Thanks LL for the heads up about this thread. It's quite interesting.
Not to split hairs, but perhaps what Matthews' main difficulty here is that he isn't allowing himself to "get it". By that I mean his column is written in an emotionally detached fashion. This is common for abuse victims, particularly males, as a means of coping.
Donald I remember when I read "Father's Touch" and how much I identified with you when you were detached (Superman as you called yourself). I was the same way until I literally broke down emotionally and physically. I was determined to perform, to go to work, be a good husband, etc. and screw how I felt inside.
I think sexual abuse affects men and women differently. Oh certainly there are many commonalities and by no means am I suggesting that men are affected worse or react more badly. Let me speak in broad generalizations for a moment (which is always dangerous as there are always exceptions.) I have noticed that one coping mechanism men often use is to completely suppress any and all emotion regarding the experience. Men tend to "suck it up and be a man". Some of that might be society's expectations of what a man is "supposed" to be (strong, brave, etc.) but some of it is our own expectations and reactions.
Consider for a moment: at the heart of sexual abuse is the knowledge that one's body is being used against your will by someone bigger and stronger. A victim, male or female, will feel frightened, angry and even ashamed about the experience. Part of recovery is purging those emotions out (often by re-experiencing them in order to put them where they belong). No one enjoys re-living the experience, telling another how you were used, often using graphic details. But this is where I think many male victims separate from female victims in that it is very difficult for a man to admit being completely dominated and used. Most men even if they can speak about it, will often not allow themselves to feel it. My biggest problem in therapy was how disconnected I was from my feelings. My last therapist used to chide me with "stay out of your head".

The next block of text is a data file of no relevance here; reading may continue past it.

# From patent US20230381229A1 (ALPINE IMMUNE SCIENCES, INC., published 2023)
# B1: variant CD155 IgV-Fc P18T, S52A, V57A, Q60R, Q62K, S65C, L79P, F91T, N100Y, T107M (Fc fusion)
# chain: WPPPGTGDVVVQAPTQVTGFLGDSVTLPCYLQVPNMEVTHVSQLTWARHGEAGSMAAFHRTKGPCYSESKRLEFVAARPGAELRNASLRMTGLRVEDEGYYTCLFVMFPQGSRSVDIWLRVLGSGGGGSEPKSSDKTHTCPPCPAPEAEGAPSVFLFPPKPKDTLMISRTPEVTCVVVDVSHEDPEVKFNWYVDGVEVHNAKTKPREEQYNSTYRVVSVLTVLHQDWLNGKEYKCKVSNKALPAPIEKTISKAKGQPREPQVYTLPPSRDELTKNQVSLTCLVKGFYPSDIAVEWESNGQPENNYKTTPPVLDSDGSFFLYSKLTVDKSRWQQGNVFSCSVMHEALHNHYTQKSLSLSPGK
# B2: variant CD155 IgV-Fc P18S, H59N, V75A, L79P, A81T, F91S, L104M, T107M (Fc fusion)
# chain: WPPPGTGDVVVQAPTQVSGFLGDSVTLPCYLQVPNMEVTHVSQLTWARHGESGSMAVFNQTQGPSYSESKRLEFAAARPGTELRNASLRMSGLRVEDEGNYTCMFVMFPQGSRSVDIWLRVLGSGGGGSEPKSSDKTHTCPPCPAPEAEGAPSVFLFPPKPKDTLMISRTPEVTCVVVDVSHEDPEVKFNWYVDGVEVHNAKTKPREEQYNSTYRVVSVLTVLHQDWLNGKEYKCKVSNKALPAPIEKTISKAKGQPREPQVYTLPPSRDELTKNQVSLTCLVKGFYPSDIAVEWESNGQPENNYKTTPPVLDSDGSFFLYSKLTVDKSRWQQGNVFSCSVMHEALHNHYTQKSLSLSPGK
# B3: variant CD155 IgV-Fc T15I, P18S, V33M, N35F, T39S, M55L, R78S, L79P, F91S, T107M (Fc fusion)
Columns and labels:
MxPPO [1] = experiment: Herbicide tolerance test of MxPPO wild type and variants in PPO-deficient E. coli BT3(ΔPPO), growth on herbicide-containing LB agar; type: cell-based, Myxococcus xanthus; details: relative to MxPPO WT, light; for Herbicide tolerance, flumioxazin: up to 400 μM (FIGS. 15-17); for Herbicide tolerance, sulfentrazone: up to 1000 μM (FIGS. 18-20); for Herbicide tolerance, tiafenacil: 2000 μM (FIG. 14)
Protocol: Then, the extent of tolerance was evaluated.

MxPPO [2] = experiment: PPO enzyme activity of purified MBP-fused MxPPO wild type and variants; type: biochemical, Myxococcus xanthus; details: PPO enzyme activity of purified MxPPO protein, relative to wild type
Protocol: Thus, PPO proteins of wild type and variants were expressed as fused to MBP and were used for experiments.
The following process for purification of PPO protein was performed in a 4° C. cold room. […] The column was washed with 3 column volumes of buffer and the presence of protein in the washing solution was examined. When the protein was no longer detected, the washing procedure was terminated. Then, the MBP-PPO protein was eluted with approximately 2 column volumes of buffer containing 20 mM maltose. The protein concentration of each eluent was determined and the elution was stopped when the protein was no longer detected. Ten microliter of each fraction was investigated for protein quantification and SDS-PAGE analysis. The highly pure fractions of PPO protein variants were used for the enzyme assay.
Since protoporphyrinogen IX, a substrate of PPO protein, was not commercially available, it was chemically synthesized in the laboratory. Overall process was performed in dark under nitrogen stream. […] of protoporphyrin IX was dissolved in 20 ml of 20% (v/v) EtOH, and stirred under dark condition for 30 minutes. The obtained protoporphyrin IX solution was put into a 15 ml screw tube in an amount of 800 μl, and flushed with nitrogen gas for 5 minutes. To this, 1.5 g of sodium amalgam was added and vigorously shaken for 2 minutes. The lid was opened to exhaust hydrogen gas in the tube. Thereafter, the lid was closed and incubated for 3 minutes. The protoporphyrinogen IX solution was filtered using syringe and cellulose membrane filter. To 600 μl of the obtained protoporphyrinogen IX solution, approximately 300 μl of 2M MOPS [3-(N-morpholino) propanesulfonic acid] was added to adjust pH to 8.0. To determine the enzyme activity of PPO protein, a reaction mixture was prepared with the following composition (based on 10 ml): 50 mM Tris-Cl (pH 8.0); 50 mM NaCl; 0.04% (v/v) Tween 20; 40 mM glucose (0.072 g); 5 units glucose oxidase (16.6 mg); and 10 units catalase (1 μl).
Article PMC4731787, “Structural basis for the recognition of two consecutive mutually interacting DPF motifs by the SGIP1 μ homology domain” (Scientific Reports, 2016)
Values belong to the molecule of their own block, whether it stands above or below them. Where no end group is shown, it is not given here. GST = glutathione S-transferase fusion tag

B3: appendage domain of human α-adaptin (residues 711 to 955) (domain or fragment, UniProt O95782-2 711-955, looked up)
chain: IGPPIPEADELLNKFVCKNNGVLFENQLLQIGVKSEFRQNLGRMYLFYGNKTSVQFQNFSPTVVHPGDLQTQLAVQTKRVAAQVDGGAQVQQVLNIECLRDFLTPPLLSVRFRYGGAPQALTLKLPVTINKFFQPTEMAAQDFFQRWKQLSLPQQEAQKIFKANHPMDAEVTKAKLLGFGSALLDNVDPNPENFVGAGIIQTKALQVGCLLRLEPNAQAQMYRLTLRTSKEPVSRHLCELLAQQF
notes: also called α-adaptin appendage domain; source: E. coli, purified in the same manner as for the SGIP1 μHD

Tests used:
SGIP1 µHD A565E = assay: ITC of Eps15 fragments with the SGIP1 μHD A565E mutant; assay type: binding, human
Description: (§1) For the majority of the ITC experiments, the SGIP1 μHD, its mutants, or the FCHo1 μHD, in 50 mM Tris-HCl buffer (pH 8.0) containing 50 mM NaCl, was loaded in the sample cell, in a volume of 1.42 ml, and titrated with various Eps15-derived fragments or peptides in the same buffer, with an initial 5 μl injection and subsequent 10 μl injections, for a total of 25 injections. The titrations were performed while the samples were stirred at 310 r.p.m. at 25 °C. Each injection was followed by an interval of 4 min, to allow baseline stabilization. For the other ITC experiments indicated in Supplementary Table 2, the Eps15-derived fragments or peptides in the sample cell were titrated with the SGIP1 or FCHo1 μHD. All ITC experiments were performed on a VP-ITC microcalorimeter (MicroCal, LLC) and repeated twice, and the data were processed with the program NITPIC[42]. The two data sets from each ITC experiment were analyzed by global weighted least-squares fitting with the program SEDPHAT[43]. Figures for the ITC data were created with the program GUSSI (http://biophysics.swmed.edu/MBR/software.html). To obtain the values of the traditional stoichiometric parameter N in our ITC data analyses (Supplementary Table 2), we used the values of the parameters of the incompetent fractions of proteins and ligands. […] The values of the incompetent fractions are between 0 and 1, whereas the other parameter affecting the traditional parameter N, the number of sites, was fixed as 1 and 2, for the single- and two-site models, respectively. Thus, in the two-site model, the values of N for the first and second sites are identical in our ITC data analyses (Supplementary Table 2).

I see a similar dynamic with this columnist. I would wager that if he read his column out loud, or spoke verbally about his abuse, his voice would be flat and his face expressionless. I would also wager that he hasn't told everything that happened to him, either because he doesn't want to talk about it, or because he won't allow himself to remember.
I think his "no big deal" attitude is more what he tells himself rather than any admonition to other victims. I read his column, and subsequent follow up more as his way of saying "here's what happened to me; no big deal" when inside he's hurting badly but can't (or won't) let it show. His minimizing is more about his level of shame, and his unwillingness to let himself feel than it is a commentary about others or abuse in general. In all likelihood he willl always keep those feelings deeply buried under lock and key and never realize that act of suppression creates poison and that poison affects his life. Those who do not seek help will act out often in self-destructive ways such as drinking to deaden the pain inside. He won't act out his abuse by abusing others, but he will act it out by raging at the driver who cut him off, have continual nightmares, over medicate or drink too much to relieve massive tension, find himself in one bad relationship after another and so on.
By the way, as an observation, I find it intereresting that he had 3 separate incidents at various points in his life. I can't help but wonder how much that says about his family and how little survival tools he received. I really think he's been through more than he says publically or perhaps even to himself.